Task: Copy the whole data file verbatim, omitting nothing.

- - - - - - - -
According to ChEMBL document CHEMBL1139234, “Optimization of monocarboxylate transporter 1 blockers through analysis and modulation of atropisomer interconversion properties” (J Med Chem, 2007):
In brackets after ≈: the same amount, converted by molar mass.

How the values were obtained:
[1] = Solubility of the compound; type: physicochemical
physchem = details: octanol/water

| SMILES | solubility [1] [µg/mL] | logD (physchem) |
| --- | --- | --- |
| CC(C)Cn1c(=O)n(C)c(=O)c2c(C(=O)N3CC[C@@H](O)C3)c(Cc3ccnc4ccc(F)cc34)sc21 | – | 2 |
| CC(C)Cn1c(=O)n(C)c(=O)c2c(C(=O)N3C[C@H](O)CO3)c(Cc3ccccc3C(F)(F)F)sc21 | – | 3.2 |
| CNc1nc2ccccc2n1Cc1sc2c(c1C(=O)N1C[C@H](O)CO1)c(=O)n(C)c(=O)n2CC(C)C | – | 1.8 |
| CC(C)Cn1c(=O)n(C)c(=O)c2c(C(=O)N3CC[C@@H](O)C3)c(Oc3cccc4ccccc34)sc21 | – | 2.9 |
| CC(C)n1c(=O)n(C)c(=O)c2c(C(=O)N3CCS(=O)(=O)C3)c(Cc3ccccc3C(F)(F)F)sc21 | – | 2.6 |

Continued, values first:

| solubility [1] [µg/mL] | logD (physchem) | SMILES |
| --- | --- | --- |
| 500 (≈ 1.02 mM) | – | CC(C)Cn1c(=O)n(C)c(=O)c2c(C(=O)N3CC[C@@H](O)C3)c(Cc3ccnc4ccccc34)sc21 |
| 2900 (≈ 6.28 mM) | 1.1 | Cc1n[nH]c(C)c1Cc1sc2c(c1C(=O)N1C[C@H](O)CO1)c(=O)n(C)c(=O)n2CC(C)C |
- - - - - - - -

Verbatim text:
According to ChEMBL document CHEMBL1139234, “Optimization of monocarboxylate transporter 1 blockers through analysis and modulation of atropisomer interconversion properties” (J Med Chem, 2007):
In brackets after ≈: the same amount, converted by molar mass.

How the values were obtained:
[1] = Solubility of the compound; type: physicochemical
physchem = details: octanol/water

| SMILES | solubility [1] [µg/mL] | logD (physchem) |
| --- | --- | --- |
| CC(C)Cn1c(=O)n(C)c(=O)c2c(C(=O)N3CC[C@@H](O)C3)c(Cc3ccnc4ccc(F)cc34)sc21 | – | 2 |
| CC(C)Cn1c(=O)n(C)c(=O)c2c(C(=O)N3C[C@H](O)CO3)c(Cc3ccccc3C(F)(F)F)sc21 | – | 3.2 |
| CNc1nc2ccccc2n1Cc1sc2c(c1C(=O)N1C[C@H](O)CO1)c(=O)n(C)c(=O)n2CC(C)C | – | 1.8 |
| CC(C)Cn1c(=O)n(C)c(=O)c2c(C(=O)N3CC[C@@H](O)C3)c(Oc3cccc4ccccc34)sc21 | – | 2.9 |
| CC(C)n1c(=O)n(C)c(=O)c2c(C(=O)N3CCS(=O)(=O)C3)c(Cc3ccccc3C(F)(F)F)sc21 | – | 2.6 |

Continued, values first:

| solubility [1] [µg/mL] | logD (physchem) | SMILES |
| --- | --- | --- |
| 500 (≈ 1.02 mM) | – | CC(C)Cn1c(=O)n(C)c(=O)c2c(C(=O)N3CC[C@@H](O)C3)c(Cc3ccnc4ccccc34)sc21 |
| 2900 (≈ 6.28 mM) | 1.1 | Cc1n[nH]c(C)c1Cc1sc2c(c1C(=O)N1C[C@H](O)CO1)c(=O)n(C)c(=O)n2CC(C)C |